Dear Annie: For the past 14 years, my family has not spoken to me. Worse, they have spread lies and brought lawsuits, none of which they have won. The gossip has been hurtful and damaging to my small immediate family. No one, of course, has ever asked to hear the truth. Life is short, and every time we extend an olive branch, it is thrown back at us with more vindictiveness.
Could you please find and print the essay titled “My Name Is Gossip”? Maybe someone will read it and understand, if not for my sake, for others. — Pennsylvania
Dear Pennsylvania: How sad. We can only hope your family will see the column and open their hearts.
My Name is Gossip (author unknown)
My name is Gossip. I have no respect for justice. I maim without killing. I break hearts and ruin lives. I am cunning and malicious and gather strength with age. The more I am quoted the more I am believed. My victims are helpless. They cannot protect themselves against me because I have no name and no face. To track me down is impossible. The harder you try the more elusive I become. I am nobody’s friend. Once I tarnish a reputation, it is never the same. I topple governments and wreck marriages. I ruin careers and cause sleepless nights, heartaches and indigestion. I make innocent people cry in their pillows.
Even my name hisses. I am called Gossip.
I make headlines and headaches.
Before you repeat a story, ask yourself:
Is it true?
Is it harmless?
Is it necessary?
If it isn’t, don’t repeat it.
Dear Annie: Now that the holidays and Valentine’s Day are over, there are doubtless thousands of single people who feel as I do. To me, these holidays are just another day to get through in any way possible.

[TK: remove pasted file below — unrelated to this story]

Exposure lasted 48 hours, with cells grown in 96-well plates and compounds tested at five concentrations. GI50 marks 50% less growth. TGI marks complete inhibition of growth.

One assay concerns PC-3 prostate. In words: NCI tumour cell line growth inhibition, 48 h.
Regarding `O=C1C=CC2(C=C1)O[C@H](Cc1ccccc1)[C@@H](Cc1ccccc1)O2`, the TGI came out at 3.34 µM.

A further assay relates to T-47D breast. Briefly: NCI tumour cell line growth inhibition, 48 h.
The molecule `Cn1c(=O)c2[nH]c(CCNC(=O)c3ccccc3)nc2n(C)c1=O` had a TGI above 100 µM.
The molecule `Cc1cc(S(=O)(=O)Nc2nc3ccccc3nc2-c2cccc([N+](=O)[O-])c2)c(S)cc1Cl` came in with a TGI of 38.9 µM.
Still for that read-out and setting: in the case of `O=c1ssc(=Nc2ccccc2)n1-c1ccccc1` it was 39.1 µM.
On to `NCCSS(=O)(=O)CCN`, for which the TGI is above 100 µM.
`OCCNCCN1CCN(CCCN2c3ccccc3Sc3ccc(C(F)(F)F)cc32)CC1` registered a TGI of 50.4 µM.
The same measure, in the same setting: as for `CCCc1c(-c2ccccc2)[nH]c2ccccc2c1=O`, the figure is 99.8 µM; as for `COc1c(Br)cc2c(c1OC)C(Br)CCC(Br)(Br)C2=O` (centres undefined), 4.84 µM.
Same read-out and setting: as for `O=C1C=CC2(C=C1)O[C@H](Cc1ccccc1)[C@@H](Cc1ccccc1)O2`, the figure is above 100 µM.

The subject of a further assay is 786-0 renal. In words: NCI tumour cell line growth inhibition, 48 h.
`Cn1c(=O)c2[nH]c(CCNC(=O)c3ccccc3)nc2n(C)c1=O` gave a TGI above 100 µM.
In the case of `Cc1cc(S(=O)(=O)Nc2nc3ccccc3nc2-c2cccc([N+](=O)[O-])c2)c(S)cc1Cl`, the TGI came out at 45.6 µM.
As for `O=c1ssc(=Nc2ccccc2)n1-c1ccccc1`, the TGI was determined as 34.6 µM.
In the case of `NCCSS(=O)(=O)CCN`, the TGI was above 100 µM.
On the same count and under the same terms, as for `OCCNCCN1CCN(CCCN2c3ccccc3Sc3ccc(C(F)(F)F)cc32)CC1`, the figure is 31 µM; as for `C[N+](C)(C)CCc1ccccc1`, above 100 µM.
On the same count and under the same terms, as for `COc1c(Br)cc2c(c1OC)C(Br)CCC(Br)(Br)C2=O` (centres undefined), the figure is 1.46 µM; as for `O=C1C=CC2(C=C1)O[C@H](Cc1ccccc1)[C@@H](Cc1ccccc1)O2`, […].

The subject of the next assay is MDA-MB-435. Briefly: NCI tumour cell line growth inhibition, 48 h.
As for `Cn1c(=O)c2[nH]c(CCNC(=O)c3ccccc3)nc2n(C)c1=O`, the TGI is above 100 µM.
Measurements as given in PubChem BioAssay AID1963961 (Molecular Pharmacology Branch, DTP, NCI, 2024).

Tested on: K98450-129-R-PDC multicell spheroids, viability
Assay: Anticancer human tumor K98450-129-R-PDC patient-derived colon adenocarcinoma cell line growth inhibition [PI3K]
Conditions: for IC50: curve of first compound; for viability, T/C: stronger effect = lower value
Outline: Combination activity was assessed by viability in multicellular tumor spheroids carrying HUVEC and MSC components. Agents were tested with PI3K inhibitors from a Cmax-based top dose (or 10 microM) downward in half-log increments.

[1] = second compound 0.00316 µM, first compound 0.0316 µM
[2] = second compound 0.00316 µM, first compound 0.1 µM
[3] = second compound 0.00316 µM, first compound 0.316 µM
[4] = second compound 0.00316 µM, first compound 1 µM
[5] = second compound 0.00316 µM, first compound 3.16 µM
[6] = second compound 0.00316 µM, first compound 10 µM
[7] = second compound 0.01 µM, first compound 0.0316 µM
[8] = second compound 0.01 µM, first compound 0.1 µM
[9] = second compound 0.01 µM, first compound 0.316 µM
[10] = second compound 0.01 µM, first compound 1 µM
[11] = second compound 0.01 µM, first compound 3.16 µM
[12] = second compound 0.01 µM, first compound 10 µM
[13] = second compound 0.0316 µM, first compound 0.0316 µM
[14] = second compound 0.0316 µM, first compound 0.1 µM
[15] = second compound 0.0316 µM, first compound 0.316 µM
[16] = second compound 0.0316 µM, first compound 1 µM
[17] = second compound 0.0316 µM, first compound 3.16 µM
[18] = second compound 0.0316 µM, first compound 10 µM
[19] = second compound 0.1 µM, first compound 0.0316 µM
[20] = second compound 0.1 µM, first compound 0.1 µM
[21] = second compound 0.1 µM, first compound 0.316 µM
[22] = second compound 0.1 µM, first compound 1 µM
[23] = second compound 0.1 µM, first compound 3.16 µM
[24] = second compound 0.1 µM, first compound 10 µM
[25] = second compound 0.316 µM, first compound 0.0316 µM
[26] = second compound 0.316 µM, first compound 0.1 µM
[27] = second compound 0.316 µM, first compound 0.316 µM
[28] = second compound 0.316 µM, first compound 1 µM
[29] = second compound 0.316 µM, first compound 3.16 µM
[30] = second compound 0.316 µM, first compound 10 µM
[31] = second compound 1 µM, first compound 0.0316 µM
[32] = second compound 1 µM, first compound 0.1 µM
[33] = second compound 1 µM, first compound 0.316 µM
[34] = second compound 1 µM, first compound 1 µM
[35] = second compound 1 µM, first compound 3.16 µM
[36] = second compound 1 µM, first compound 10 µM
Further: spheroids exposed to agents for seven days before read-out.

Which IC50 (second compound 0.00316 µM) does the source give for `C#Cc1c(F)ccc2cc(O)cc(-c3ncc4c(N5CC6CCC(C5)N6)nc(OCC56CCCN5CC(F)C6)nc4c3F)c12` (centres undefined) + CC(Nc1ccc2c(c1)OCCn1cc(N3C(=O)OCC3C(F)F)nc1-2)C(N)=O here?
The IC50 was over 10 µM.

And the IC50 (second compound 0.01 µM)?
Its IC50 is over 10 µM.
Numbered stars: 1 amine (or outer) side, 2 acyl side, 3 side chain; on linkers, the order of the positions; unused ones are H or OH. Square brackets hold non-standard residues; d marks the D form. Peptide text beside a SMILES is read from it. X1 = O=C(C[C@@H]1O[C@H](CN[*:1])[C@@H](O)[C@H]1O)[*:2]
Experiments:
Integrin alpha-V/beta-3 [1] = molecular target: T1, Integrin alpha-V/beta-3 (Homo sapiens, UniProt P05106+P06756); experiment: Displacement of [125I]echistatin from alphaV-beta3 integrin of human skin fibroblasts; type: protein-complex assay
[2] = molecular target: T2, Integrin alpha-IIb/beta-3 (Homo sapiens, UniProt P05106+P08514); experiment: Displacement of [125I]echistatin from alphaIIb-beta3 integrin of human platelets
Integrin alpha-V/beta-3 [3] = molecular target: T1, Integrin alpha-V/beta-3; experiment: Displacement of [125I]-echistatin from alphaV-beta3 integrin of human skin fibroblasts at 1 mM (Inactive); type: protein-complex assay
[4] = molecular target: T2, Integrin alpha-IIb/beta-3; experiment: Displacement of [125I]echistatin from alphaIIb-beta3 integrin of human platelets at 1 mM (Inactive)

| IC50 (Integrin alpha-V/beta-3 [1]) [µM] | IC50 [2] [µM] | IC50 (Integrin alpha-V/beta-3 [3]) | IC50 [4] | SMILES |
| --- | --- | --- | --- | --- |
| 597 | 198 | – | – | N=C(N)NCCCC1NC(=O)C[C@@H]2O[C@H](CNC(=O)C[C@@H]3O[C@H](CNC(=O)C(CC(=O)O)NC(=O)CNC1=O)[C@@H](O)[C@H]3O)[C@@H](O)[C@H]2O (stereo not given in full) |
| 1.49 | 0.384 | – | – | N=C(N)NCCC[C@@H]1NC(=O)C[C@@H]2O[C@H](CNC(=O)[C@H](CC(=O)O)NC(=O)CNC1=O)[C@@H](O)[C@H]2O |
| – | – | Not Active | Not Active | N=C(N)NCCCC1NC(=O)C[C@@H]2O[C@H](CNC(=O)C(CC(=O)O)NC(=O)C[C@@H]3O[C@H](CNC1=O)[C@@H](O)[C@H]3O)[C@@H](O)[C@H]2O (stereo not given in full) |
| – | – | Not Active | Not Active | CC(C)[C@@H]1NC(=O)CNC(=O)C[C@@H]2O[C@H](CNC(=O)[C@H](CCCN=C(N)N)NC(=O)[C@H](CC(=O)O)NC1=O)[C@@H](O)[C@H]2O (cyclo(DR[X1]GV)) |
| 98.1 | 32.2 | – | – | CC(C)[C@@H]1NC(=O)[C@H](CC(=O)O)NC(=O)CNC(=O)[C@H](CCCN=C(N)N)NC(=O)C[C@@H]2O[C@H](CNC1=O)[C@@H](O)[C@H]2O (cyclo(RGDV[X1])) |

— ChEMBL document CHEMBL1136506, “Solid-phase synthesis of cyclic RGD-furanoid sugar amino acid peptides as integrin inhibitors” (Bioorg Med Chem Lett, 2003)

I am a 69-year-old unmarried male. I have never been in circulation or introduced to anyone and am ignored at social gatherings. I find every excuse to avoid them. Right now I don’t know whether there is anyone out there for me. One woman asked me whether I could support her in the manner to which she was accustomed, meaning a new car every year, a home priced over $200,000, deluxe appliances, new furniture and credit cards with a $100,000 limit. I told her goodbye and best of luck.
I wonder whether she’ll ever have any luck finding a guy who can do this for her. I wonder how many other singles feel this way. — S.D.
Dear S.D.: When someone tells us they have never been able to meet the right person, we have to consider everything, including your appearance, your personality, your expectations and the type of women you gravitate toward. If you have friends or family who will be brutally honest with you, ask them to critique the way you come across to women. Try to listen with an open mind and understand that they may see things you don’t. Then consider doing some volunteer work, auditing college classes, joining a church or community choir or theater group or a travel tour. These things provide opportunities to meet others, do interesting things and become a more engaging companion.
Dear Annie: I can relate to all of the parents who write about being estranged from their children. I, too, am estranged, from my sister. She is 65, and I am 70.
Unlike the parents, I know full well the problem. Three years ago, I took legal action to get the inheritance my mother left me in her will. My sister hasn’t spoken to me since. I do sometimes wonder whether getting my fair share was worth the resulting fallout. — Can Relate in N.Y. State
Annie’s Mailbox is written by Kathy Mitchell and Marcy Sugar, longtime editors of the Ann Landers column. Please email your questions to email@example.com, or write to: Annie’s Mailbox, c/o Creators Syndicate, 737 Third St., Hermosa Beach, CA 90254.